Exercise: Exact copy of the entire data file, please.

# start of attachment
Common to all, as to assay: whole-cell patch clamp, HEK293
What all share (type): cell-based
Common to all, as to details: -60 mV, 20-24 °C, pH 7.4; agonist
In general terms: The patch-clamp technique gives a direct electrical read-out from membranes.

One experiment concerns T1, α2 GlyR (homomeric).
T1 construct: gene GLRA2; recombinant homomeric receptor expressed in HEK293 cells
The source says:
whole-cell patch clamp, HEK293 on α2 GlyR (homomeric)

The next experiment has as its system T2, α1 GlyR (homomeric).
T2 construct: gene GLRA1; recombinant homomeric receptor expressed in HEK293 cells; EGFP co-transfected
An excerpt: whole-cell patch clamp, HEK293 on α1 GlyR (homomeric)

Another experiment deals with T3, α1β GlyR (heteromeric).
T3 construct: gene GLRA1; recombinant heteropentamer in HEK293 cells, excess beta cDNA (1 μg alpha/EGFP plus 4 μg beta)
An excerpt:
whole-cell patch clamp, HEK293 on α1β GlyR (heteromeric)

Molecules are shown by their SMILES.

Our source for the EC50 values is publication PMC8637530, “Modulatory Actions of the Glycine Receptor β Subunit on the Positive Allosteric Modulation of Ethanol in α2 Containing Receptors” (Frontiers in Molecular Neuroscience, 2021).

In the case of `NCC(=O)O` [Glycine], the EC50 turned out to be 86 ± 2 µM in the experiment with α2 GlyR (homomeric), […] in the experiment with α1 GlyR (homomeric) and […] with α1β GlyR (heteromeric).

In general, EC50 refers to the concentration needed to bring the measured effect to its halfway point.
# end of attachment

Common to all, as to assay: whole-cell patch clamp, HEK293
What all share (type): cell-based
Common to all, as to details: -60 mV, 20-24 °C, pH 7.4; agonist
In general terms: The patch-clamp technique gives a direct electrical read-out from membranes.

One experiment concerns T1, α2 GlyR (homomeric).
T1 construct: gene GLRA2; recombinant homomeric receptor expressed in HEK293 cells
The source says:
whole-cell patch clamp, HEK293 on α2 GlyR (homomeric)

The next experiment has as its system T2, α1 GlyR (homomeric).
T2 construct: gene GLRA1; recombinant homomeric receptor expressed in HEK293 cells; EGFP co-transfected
An excerpt: whole-cell patch clamp, HEK293 on α1 GlyR (homomeric)

Another experiment deals with T3, α1β GlyR (heteromeric).
T3 construct: gene GLRA1; recombinant heteropentamer in HEK293 cells, excess beta cDNA (1 μg alpha/EGFP plus 4 μg beta)
An excerpt:
whole-cell patch clamp, HEK293 on α1β GlyR (heteromeric)

Molecules are shown by their SMILES.

Our source for the EC50 values is publication PMC8637530, “Modulatory Actions of the Glycine Receptor β Subunit on the Positive Allosteric Modulation of Ethanol in α2 Containing Receptors” (Frontiers in Molecular Neuroscience, 2021).

In the case of `NCC(=O)O` [Glycine], the EC50 turned out to be 86 ± 2 µM in the experiment with α2 GlyR (homomeric), […] in the experiment with α1 GlyR (homomeric) and […] with α1β GlyR (heteromeric).

In general, EC50 refers to the concentration needed to bring the measured effect to its halfway point.